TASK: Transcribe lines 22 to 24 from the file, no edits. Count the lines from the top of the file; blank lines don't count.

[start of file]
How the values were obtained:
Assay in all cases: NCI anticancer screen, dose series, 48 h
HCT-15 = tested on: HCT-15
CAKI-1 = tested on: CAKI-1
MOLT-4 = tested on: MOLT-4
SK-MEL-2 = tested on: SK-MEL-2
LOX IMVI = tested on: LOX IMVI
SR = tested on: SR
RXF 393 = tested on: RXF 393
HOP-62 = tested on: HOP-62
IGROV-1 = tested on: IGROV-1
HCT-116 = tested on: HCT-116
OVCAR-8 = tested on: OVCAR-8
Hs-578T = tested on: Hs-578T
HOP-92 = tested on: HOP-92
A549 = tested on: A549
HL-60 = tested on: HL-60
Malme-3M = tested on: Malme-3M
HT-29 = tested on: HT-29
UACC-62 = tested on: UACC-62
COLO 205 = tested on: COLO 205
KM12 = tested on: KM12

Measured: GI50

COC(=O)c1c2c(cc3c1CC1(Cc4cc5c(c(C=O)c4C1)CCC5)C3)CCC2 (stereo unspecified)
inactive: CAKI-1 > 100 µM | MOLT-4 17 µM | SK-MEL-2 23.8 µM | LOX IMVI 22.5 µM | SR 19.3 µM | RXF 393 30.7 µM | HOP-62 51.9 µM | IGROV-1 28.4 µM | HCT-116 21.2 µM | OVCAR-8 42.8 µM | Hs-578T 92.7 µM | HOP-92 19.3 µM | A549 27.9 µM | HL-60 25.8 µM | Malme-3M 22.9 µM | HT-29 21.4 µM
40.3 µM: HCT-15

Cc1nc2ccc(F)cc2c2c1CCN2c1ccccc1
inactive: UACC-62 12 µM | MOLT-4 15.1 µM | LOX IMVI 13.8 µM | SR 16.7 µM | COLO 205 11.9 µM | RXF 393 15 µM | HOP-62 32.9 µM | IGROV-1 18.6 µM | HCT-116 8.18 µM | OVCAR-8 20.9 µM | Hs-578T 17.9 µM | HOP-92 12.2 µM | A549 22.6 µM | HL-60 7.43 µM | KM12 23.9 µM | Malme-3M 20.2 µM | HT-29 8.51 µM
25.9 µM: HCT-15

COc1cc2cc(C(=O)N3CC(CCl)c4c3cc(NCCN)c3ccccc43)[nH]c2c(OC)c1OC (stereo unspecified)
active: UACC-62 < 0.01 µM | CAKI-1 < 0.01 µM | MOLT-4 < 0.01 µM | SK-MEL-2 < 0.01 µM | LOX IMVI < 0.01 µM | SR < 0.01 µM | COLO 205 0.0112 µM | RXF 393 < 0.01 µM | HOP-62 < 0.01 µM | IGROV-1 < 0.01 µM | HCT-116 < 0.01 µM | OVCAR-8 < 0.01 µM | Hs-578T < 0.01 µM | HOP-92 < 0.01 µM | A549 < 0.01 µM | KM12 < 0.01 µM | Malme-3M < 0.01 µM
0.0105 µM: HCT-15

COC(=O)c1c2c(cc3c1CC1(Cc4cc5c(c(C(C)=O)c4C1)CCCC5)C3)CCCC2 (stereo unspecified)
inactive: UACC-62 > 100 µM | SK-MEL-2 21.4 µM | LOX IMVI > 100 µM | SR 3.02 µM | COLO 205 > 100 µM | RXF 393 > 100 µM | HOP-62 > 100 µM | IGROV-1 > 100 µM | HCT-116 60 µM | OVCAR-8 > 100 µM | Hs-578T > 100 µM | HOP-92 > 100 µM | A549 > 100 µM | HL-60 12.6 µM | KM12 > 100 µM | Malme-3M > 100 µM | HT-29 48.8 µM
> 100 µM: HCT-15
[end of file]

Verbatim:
KM12 = tested on: KM12

Measured: GI50

COC(=O)c1c2c(cc3c1CC1(Cc4cc5c(c(C=O)c4C1)CCC5)C3)CCC2 (stereo unspecified)